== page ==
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New Year’s Day, 1970: Loretta Houben (in the middle) with her two sisters and her dad.

BY LORETTA HOUBEN

Hopefully you had time during the busy Christmas season to look over a few of those old family photos you’ve stashed away in the closet. Maybe you shared your newfound passion with the older generation, and verified a name or two.

Older people love to reminisce about the past, which isn’t really that long ago. I urge you to do this while you have your grandparents and great aunts and great uncles around. I had an aunt who told me to do this with my Grandma way back in the 1990s. Fortunately my Grandma hand wrote on all her photos, but what if she hadn’t?

One of the best ways to preserve your valuable family photos is to scan each one into your computer. Scanners are now a great price, with many options available at your local Staples, Best Buy, London Drugs or any similar store. There are good ones available for under $100, and well worth the investment.

Once the scanner is hooked up to your computer, simply read the instructions and begin to scan and save each photo in the best resolution possible. If you scan at low resolution, your photo will be too small, and if you wish to view it later for details, alas, you won’t be able to.

I found this out the hard way when I scanned in a family photo (please see my article from December 2013) at a very low resolution, and now am unable to determine a specific clue due to the fuzziness of the image. Scanning takes time and commitment but is truly well worth it for yourself and future generations.

You will need to store the photos in files on your computer, so take time to label the folders using a system that makes sense to you, so you’re able to locate the photos at a later date. There are many ways to do this, as each computer program is different.

The fun part comes after the photos are saved. You can then share with other family members around the world, providing they have a computer too.

One of my favourite ways to do this is to upload my photos to Facebook. I make sure only family members are able to see them. I’ve created a family group on Facebook, and invited family members only. So far no one else has shared any photos, but I’m hopeful the idea will catch on!

There are also blogs. I use Blogger to upload my photos for free, new and old. Since I began in 2009, I’ve had a few relatives which I had lost track of contact me and reconnect, so this is very exciting indeed.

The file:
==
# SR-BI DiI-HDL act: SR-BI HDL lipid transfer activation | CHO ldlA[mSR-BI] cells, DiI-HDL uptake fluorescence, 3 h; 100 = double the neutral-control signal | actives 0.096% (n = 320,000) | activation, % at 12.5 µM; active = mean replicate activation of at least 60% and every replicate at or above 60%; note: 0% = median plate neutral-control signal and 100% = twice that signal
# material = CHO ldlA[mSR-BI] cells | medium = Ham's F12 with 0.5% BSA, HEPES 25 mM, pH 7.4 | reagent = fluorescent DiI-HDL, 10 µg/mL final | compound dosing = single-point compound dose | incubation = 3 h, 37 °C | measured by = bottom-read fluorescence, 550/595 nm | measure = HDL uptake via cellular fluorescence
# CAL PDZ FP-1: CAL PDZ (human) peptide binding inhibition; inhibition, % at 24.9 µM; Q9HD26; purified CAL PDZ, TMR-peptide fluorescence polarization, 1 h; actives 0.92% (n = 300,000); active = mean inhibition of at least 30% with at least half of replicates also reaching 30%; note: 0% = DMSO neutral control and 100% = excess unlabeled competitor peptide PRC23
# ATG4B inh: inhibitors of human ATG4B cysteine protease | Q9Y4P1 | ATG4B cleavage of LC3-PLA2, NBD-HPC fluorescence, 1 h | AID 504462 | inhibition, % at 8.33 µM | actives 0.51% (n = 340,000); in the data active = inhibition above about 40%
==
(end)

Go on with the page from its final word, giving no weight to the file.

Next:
Family genealogy is currently one of the most popular hobbies, and people use the internet as a tool to search for family members. My mother’s maiden name is very unusual (Brutke) so when that name is entered into the search engines, my posts with old photos pop up immediately! I make sure to leave my email address on my blog so relatives can contact me.

Another fantastic site to post and keep your photos for free is Flickr.com. You can store hundreds of photos for no cost, so if something should happen to your computer, your mind can be at rest. Of course, the best option of all, once you’ve scanned in your precious photos, is to have two back-up devices: one that you keep, and one that you store off site, maybe at your in-law’s or parent’s home, or at work. These devices are now reasonably priced and small enough to carry easily.

Of course, after the scanning is complete, you should save and store your actual paper photos safely, too. I store mine in the sturdy cardboard boxes sold at Michael’s craft store. They have cardboard dividers that you can label and insert between photos so that you can section them in year order. One box can hold many photos, and it’s a convenient size and can stack well in a closet. They are often on sale for $2.50 each.

If you work on this project one night per week, in no time you will be finished, and you’ll experience a feeling of great accomplishment! Then you can return to searching for more names to add to that family tree.

The next installment will feature aspects of the 1921 Canadian census (a great genealogy tool), which was newly released to the public in the summer of 2013.

Loretta Houben looks forward to a new year getting deeper into genealogy research, and wishes all of you following these monthly series on family tree tips all the best for a successful year. First published in the January 2014 issue of the RCC News.

Copyright 2018 Renfrew-Collingwood Community News